KAIST Scientists Creates Transparent Memory Chip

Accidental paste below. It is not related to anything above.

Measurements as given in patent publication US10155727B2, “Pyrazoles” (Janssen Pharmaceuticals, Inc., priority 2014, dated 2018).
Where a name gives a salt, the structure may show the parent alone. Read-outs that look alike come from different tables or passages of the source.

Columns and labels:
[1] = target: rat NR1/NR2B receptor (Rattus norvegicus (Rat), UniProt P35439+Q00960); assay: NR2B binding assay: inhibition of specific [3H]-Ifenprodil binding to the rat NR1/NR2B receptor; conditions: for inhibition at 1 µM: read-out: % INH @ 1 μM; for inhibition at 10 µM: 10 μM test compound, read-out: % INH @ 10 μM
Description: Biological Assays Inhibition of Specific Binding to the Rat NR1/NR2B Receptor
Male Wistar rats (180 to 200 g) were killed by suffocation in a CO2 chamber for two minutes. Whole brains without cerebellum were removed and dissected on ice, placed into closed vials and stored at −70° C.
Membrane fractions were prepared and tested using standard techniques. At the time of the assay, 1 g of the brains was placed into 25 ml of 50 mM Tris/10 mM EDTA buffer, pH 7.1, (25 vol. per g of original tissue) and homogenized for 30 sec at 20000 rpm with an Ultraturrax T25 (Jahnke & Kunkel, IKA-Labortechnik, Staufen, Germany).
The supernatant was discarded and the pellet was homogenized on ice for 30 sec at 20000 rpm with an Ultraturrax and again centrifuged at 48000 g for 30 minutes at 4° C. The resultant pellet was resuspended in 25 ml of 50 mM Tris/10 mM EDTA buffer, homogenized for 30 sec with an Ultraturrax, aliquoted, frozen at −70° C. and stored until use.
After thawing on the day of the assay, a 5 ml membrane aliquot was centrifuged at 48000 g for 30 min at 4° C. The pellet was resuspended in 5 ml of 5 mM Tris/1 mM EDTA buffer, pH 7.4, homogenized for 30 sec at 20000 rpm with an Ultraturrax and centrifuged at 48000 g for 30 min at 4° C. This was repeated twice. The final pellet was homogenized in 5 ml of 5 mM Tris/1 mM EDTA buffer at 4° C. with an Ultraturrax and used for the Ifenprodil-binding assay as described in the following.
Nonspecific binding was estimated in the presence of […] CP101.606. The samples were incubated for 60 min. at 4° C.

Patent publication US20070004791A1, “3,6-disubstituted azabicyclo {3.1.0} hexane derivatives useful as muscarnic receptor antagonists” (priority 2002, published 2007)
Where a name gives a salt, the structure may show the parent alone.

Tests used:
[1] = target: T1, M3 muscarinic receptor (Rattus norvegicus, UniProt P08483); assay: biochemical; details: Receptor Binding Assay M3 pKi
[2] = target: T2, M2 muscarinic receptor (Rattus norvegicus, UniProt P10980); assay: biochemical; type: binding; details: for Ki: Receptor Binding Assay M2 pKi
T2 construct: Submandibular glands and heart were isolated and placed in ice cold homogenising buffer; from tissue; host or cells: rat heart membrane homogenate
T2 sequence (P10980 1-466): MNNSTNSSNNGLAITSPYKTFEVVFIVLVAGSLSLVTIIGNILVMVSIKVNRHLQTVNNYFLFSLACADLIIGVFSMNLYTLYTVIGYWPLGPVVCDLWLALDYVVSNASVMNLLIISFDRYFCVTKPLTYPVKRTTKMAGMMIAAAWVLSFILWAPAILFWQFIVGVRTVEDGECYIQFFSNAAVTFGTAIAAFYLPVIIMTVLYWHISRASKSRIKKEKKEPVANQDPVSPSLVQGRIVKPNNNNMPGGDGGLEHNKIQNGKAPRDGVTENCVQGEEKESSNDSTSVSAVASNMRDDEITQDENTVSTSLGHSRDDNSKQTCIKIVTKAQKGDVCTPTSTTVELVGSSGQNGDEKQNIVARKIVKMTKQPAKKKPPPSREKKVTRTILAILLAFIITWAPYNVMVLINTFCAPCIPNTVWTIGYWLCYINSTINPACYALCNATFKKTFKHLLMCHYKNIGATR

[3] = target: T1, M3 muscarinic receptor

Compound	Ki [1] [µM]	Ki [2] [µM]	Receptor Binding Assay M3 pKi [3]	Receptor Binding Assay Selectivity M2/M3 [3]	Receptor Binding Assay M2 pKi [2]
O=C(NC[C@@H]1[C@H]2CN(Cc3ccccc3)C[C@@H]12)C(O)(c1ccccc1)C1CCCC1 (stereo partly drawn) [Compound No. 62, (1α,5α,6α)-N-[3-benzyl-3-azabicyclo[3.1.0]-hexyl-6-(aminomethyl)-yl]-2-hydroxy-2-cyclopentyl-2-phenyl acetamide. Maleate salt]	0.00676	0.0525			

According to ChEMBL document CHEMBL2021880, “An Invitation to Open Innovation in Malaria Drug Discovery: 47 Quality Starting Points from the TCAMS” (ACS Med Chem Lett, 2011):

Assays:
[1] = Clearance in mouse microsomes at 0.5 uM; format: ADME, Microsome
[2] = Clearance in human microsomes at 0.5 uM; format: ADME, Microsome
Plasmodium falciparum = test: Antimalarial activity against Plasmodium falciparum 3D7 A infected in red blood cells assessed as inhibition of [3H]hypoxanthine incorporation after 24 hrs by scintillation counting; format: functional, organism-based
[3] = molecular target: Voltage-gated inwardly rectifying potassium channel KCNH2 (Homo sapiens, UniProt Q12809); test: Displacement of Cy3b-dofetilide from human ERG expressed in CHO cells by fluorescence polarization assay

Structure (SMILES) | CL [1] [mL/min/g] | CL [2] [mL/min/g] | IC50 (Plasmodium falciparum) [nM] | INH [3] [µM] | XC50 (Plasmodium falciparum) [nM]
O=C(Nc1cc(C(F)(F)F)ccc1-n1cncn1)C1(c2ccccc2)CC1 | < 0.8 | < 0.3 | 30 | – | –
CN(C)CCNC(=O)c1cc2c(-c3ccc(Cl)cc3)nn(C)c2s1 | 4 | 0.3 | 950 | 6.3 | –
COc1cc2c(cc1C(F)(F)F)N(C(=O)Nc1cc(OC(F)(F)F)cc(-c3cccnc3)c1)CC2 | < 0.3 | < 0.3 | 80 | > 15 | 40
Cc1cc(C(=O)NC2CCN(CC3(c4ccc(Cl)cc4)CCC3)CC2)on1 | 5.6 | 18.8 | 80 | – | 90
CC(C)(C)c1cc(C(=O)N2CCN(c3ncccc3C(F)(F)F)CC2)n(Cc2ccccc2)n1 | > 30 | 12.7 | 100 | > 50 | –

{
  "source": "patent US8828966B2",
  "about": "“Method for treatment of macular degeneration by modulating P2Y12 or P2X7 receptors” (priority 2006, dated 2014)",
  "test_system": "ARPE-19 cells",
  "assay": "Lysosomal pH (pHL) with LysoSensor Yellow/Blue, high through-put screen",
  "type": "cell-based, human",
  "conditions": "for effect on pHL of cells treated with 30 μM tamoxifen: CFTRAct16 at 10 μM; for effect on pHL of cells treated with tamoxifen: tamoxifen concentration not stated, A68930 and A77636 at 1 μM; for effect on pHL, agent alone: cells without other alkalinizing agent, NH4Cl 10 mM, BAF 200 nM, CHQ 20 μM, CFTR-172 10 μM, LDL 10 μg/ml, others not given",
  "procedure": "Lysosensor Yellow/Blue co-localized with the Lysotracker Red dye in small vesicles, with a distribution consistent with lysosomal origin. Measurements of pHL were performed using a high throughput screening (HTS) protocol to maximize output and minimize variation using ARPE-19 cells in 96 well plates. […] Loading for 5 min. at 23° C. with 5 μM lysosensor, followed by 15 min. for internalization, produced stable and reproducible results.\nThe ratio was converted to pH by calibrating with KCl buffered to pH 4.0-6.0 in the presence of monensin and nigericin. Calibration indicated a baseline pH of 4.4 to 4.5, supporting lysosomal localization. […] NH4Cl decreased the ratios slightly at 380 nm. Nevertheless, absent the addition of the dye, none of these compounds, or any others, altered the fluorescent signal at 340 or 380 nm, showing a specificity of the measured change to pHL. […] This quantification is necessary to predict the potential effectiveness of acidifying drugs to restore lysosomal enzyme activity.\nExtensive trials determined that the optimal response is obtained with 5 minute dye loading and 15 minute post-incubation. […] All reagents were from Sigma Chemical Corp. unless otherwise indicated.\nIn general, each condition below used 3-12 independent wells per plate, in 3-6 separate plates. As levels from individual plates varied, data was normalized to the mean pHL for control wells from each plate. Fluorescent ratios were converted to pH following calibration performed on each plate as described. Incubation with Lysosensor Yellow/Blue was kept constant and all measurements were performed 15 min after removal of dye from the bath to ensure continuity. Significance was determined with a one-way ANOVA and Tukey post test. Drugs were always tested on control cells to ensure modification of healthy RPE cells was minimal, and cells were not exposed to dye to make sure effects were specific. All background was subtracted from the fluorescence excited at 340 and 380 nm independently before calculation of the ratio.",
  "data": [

--See-Through Semis Could Revolutionize Displays A group of KAIST scientists led by Prof. Jae-Woo Park and Koeng-Su Lim has created a working computer chip that is almost completely clear -- the first of its kind. The new chip, called "transparent resistive random access memory (TRRAM), is similar in type to an existing technology known as complementary metal-oxide semiconductor (CMOS) memory -- common commercial chips that provide the data storage for USB flash drives and other devices. Like CMOS devices, the new chip provides "non-volatile" memory, meaning that it stores digital information without losing data when it is powered off. Unlike CMOS devices, however, the new TRRAM chip is almost completely clear. The paper on the new technology, entitled "Transparent resistive random access memory and its characteristics for non-volatile resistive switching," was published in the December issue of the Applied Physics Letters (APL), and the American Institute of Physics, the publisher of APL, issued a press release about this breakthrough. "It is a new milestone of transparent electronic systems," says researcher Jung-Won Seo, who is the first author of the paper. "By integrating TRRAM devices with other transparent electronic components, we can create a totally see-through embedded electronic system." Technically, TRRAM devices rely upon an existing technology known as resistive random access memory (RRAM), which is already in commercial development for future electronic data storage devices. RRAM is built using metal oxide materials between equally transparent electrodes and substrates. According to the research team, TRRAM devices are easy to fabricate and may be commercially available in just 3-4 years. "We are sure that TRRAM will become one of alternative devices to current CMOS-based flash memory in the near future after its reliability is proven and once any manufacturing issues are solved," says Prof. Jae-Woo Park, who is the co-author on the paper. He adds that the new devices have the potential to be manufactured cheaply because any transparent materials can be utilized as substrate and electrode. They also may not require incorporating rare elements such as Indium.